Moving all built-in macros to plugins


I’ve been meaning to write this up for a while now, ever since I had this proof-of-concept.

The Problem: Rust’s macro/syntax extension system has issues preventing their widespread use in 1.0. I believe this to have potentially dire consequences on Rust’s adoption as a stable language, I would rather keep using nightlies than touch manual code generation.

What are some of these issues?

  • many macros are provided by the compiler
  • those macros have no clear place to attach stability markers or documentation to
  • bootstrapping is hard because built-in macros in the compiler cannot be changed after the fact, to adjust for later changes to libsyntax
  • syntax extensions depend on the internals of the compiler (mostly libsyntax)
  • there is a way to write cleaner and more implementation-detail-agnostic syntax extensions, the quasi-quoting macros, but they’re unusable within the compiler (bootstrapping) and they’re less efficient/flexible than they could/need to be (which can be fixed, but, bootstrapping makes incremental progress very difficult)

The root of all evil: so far, bootstrapping seems to be the main factor that causes or worsens these issues.

  • if we can change the generated code patterns of the snapshot compiler, at the same time with the libs it compiles, that would male changes to built-in macros much less painful.
  • if we can improve quasi-quoting, it can be used almost everywhere, instead of touching compiler internals directly.
  • if quasi-quoting is in a library and if writing syntax extensions doesn’t require direct access to librustc or libsyntax, we could stabilize that (plugin) library prior to 1.0 without preventing changes to the compiler internals or the creation of an improved macro system.

The solution: all of that can be achieved by moving built-in macros to plugins, which are to be compiled by the (stage N-1) compiler that compiled the (stage N) compiler (which will load them in building stage N libs). Thanks to snapshot quasi-stability, stage 0 (snapshot) is usable as “stage -1”, as long as it includes the libs it was linked against.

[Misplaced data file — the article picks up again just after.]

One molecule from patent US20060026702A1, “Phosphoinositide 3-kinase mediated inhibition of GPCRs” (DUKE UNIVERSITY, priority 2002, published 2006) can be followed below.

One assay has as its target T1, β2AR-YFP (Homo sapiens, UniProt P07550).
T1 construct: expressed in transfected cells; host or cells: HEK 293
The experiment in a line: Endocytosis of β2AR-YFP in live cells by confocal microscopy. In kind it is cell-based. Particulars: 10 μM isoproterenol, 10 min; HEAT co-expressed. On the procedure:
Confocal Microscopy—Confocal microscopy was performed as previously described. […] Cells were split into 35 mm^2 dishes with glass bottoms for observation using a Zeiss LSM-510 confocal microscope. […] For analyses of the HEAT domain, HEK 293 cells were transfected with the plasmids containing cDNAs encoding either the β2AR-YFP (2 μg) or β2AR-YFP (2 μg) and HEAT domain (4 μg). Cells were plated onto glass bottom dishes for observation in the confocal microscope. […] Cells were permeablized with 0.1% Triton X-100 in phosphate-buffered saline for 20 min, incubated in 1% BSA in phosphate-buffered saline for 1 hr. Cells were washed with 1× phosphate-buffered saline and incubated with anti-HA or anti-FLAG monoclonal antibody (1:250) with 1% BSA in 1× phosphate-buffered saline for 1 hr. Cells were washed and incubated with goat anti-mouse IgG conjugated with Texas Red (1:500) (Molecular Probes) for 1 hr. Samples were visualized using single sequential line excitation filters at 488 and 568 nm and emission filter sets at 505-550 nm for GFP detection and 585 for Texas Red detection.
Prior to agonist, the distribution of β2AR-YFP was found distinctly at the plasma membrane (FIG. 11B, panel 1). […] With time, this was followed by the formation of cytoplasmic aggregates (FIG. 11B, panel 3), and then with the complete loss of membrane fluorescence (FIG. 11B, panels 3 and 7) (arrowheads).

The branch linked at the top of this post has #[deriving] moved out to a plugin crate, as a proof of concept. I am.unsure about feature gates turning built-in macros on. I presume rustc_diagnostic_macros and quote_macros can be removed. Should macro_rules stay and inject #[phase(plugin)] extern crate macro_rules;?



So, I would like to (eventually) move the built-in macros out of the compiler too, but this certainly doesn’t help the stability situation – plugins and syntax extensions are the #1 thing we cannot stabilize yet, due to the lack of any sort of structured API to the compiler.

(It is also true that moving things out of the compiler (almost) always makes it harder to make changes to APIs in the future, since we must accommodate the stage0 phase, so this may be a touch premature. But that seems like a secondary concern.)



Accommodating the stage0 phase is the only non-trivial thing I did (also, it was the main issue blocking all of this), and the resulting system handles bootstrapping much better: worst case scenario, the plugins’ code is duplicated, but we don’t need to preserve old functionality in libs.

As for the stabilization, I was under the impression that only the exppsed API would be stable, but not the implementation details.

To be honest, I’m only certain about creating ASTs, with improved quasi-quoting. Allowing AST introspection without exposing implementation details is trickier.

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I think this is a great idea - libsyntax is way too monolithic at the moment. Compiler-provided macros are one area where I feel Rust’s story is pretty messy and could benefit from a tidy up like this.

I don’t think there is time to stabilise macros in any form before 1.0 though, especially not procedural ones. Long term I would like libsyntax to have its own AST which is presented as an API for procedural macros, but that will take a fair bit of compiler hacking…

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I basically agree about this being the right direction as well as not having time to stabilize. I am unsure about exposing the AST for procedural macros or token trees, but regardless we are nowhere near deciding on what’s the right interface (and if we do choose to export an AST, I would certainly not export the current one)


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